The fight to save NHS services at Grantham Hospital is to be stepped up following two ‘emergency’ meetings last weekend.
The Fighting 4 Life Lincolnshire team called the meetings after it was claimed United Lincolnshire Hospitals Trust planned to close orthopaedic trauma services at Grantham hospital - something the trust denies.
Campaigners believe that should the trauma service close, there would then be no chance A&E services could continue in Grantham and it would become an urgent care centre.
A Friday evening meeting at Grantham Railway Club attracted around 30 people, with around 40 attending a second meeting at Grantham Museum on Sunday.
At this second meeting former Grantham Hospital nurse Paul Lewis accuse ULHT bosses of removing services ‘by stealth with no public consultation’.
Campaigners and the public agreed they would email councillors, GPs, health board officials, MPs and councillors with their concerns. It would be a countywide campaign as any downgrading of services at Grantham would affect services at Lincoln and Boston. Campaigners will also attend meetings of the ULHT trust board, the clinical commission group, and Lincolnshire Council’s Health Scrutiny Committee.
Stalls run by campaigners will be put up in St Peter’s Hill tomorrow, at the St George’s Day market next Saturday and at other events. The weekly vigils outside Grantham Hospital every Wednesday evening will continue.
MP Nick Boles is to meet next week with ULHT chief executive Jan Soberiaj about Grantham’s hospital services.
At Friday’s meeting, Melissa Darcey of Fighting 4 Life Lincolnshire said it was to be expected ULHT would say it was reviewing services before any closure, because if it undertook no consultation, its decisions could be legally challenged. The campaigner also claimed that Lincolnshire’s health scrutiny committee was not scrutinising NHS decisions in the county - something that was challenged by Grantham district and county councillor Ray Wootten.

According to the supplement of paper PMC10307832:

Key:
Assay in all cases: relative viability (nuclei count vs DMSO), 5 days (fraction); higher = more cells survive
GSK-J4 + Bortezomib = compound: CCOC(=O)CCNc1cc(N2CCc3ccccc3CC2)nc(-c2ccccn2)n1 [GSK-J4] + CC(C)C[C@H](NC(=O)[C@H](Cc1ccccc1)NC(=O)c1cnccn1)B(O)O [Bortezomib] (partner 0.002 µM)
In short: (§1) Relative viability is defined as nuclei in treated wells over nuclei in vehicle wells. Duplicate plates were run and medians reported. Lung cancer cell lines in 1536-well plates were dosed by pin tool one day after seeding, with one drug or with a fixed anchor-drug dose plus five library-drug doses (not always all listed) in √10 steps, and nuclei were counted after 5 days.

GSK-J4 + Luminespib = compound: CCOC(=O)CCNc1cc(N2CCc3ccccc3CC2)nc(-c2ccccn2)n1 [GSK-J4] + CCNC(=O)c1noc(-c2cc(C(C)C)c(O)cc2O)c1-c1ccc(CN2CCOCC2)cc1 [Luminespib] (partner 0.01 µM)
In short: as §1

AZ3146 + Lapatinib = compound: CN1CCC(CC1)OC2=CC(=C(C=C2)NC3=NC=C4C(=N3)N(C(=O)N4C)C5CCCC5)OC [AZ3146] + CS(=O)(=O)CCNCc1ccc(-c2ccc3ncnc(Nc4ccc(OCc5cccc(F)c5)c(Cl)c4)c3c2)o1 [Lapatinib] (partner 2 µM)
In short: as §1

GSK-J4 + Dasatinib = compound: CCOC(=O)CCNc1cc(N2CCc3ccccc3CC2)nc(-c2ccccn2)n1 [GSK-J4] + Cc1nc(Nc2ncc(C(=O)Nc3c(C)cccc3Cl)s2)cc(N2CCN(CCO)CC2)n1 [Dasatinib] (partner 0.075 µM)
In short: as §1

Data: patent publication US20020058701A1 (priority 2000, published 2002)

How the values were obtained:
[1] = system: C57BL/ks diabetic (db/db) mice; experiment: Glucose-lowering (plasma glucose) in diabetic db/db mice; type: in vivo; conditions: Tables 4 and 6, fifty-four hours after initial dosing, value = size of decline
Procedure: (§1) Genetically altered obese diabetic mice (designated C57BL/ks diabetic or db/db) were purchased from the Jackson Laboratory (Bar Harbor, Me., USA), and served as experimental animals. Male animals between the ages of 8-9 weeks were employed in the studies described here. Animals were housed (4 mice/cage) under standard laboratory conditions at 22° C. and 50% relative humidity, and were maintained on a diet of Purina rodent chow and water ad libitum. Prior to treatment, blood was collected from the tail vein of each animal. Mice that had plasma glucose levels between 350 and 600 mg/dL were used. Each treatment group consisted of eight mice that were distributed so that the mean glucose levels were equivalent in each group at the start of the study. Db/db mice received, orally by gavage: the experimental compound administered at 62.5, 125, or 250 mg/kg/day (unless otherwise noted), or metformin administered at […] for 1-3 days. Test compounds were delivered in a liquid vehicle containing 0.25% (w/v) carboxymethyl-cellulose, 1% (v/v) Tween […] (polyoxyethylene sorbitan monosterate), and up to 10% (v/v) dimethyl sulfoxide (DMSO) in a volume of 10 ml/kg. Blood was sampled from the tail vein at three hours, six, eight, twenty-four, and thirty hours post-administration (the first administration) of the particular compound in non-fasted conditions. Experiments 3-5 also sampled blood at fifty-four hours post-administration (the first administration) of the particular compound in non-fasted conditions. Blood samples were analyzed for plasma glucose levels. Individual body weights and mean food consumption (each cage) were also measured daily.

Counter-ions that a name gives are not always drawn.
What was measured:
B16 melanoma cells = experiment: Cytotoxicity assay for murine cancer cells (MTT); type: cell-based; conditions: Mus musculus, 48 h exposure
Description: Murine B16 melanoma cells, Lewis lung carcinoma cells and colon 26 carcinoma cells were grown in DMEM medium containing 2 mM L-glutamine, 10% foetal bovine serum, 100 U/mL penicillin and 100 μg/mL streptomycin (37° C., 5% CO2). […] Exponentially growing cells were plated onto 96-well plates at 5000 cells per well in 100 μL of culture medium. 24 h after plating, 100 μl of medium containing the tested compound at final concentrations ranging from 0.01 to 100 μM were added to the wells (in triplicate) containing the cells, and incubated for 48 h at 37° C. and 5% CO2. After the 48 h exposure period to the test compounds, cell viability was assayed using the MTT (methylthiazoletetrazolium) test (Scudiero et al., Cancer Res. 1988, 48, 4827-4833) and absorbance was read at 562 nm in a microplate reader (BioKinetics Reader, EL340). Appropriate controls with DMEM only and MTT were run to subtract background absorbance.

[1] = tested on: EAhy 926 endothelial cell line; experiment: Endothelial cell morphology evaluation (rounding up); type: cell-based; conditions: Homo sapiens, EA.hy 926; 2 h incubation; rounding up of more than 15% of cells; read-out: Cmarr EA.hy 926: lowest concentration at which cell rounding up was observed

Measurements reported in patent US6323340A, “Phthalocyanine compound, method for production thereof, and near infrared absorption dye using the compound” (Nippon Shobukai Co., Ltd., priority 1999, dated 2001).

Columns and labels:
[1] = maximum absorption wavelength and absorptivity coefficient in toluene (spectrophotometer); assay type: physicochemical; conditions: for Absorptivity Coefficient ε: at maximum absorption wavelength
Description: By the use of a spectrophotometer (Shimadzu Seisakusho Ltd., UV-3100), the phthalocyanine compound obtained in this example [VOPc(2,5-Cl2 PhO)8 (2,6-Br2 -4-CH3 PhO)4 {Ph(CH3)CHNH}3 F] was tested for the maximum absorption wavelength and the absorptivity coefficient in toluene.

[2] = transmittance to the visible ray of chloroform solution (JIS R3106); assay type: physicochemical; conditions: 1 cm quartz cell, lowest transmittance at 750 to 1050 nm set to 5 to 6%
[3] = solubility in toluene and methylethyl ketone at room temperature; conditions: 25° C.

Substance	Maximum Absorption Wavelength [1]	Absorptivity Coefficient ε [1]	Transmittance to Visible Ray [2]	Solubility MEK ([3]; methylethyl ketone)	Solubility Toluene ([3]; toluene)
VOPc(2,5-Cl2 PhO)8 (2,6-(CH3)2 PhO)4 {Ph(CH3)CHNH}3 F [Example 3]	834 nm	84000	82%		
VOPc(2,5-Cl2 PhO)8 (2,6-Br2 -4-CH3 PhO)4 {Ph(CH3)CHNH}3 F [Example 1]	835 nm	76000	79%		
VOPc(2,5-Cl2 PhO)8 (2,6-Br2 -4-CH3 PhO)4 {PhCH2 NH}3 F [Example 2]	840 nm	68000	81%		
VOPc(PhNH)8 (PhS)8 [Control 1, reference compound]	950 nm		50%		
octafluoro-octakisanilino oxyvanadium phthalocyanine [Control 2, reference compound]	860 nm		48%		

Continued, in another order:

Coun Wootten, who was present with wife Coun Linda Wootten, said although he was not on the scrutiny committee, he attended its meetings and could ask questions.
Melissa Darcey also said there was “a huge culture of bullying” at ULHT and “staff were too scared to come to the meeting.”
The Friday meeting also saw criticism of rival NHS campaign groups, leading to a plea for unity from Coun Mr Wootten, who also disputed the bullying claims.
A ULHT hospital spokesperson said after the meeting: “We are currently in the process of reviewing all our clinical services at all of our sites. No decisions have been made about possible changes to any services.
“We know that some of our staff don’t always feel comfortable raising concerns. The Trust is committed to listening to staff. We are open and responsive to concerns that are raised. This is why we recently introduced a freedom to speak up guardian to ensure staff who raise concerns are fully supported to do so. We have a zero-tolerance approach to bullying and will investigate any allegations made robustly.”